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Can GE Make the Most of Its “Reset Moment”?

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General Electric in Cincinnati, USA, 06/2016 © Jonathan Weiss / Shutterstock

November 04, 2018 20:45 EDT

Former GE Vice Chair Beth Comstock talks about her time at the company and the challenges that lie ahead for new CEO Larry Culp.

Challenges continue to multiply at General Electric (GE), the iconic company that Thomas Edison founded in 1892. At the end of October, Larry Culp, who recently took over as CEO, decided to cut the quarterly dividend from 12 cents a share to a penny a share.

As the news spread, GE’s stock price fell to a nine-year low of less than $10 for the first time since the financial crisis a decade ago. Media reports indicate that the US Justice Department and the Securities and Exchange Commission are looking into GE’s accounting practices.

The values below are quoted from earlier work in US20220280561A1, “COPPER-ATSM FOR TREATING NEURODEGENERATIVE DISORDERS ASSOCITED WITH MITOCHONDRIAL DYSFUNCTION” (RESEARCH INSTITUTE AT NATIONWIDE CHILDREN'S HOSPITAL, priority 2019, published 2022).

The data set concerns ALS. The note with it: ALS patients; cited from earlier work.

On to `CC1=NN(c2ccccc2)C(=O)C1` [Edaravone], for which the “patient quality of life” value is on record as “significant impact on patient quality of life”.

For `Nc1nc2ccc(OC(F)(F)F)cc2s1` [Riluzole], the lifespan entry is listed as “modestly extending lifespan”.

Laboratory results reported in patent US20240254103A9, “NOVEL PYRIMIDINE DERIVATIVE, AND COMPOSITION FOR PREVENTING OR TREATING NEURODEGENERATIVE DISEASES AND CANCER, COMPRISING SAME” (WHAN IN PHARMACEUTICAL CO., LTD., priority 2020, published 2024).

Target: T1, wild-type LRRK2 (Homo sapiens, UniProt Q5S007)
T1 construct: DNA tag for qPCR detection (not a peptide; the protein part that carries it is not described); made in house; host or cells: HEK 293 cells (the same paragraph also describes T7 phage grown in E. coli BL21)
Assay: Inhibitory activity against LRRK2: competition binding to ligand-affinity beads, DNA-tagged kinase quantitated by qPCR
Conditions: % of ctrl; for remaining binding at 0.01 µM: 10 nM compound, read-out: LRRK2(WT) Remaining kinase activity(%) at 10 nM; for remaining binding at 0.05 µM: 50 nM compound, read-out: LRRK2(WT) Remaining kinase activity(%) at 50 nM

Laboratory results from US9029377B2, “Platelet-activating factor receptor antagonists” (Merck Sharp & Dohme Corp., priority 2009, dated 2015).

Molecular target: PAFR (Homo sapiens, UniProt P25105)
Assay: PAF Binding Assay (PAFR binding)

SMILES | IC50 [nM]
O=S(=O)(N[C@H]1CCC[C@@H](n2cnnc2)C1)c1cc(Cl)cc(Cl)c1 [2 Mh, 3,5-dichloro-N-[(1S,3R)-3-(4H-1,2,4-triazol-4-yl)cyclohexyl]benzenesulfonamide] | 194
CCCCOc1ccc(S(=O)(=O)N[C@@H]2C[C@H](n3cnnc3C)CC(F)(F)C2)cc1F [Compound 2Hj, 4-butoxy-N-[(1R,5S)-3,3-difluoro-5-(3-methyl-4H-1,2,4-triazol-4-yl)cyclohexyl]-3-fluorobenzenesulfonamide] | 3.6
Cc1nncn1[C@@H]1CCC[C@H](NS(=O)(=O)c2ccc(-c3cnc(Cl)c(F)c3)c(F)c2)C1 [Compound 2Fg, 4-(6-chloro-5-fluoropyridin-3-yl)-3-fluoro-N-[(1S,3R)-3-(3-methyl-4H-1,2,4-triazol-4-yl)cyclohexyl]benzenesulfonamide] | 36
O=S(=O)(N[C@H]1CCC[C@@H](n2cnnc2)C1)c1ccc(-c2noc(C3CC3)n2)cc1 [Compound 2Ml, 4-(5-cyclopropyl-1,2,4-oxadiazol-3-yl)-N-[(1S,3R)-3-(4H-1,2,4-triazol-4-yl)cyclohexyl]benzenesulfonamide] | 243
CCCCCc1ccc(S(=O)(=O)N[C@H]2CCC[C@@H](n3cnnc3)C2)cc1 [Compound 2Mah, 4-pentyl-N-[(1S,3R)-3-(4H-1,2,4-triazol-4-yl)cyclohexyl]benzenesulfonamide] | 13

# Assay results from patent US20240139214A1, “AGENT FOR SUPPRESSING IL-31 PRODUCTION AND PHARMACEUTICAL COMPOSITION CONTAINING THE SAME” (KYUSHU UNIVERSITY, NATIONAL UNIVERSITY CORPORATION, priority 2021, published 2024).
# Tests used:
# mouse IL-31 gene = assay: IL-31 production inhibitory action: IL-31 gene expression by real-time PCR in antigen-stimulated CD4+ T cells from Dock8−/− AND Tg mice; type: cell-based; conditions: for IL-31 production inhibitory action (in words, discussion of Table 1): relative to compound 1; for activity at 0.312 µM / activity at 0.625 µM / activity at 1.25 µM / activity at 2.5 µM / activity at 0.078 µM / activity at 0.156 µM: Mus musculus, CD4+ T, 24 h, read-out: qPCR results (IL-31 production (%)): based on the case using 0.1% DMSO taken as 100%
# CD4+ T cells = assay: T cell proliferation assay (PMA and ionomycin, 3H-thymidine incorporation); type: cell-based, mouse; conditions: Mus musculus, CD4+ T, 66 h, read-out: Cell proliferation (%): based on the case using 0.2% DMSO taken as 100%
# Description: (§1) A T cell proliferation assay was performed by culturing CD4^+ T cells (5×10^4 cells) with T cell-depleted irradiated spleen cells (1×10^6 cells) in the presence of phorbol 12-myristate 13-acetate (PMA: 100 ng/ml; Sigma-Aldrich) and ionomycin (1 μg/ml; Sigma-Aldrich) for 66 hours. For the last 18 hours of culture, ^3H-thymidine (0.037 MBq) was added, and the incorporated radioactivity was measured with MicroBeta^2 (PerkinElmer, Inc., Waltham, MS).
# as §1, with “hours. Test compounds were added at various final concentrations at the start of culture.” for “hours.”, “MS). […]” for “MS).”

One person who understands such challenges is Beth Comstock. She spent nearly 30 years at GE, going from chief marketing officer to vice chair. Before that, she was president of Integrated Media at NBC Universal, where she oversaw ad revenue and digital efforts, including the early development of Hulu.

In those roles, she came to appreciate the struggle of innovators under pressure to meet twin goals of short- and long-term success. She tells her story and shares hard-earned advice in her book, Imagine It Forward: Courage, Creativity, and the Power of Change. Wharton management Professor Mike Useem joined Knowledge@Wharton to interview Comstock about her book and career. (Editor’s note: The interview was recorded on October 24.)

*[This feature was originally published by Knowledge@Wharton, a partner institution of Fair Observer.]

The views expressed in this article are the author’s own and do not necessarily reflect Fair Observer’s editorial policy.

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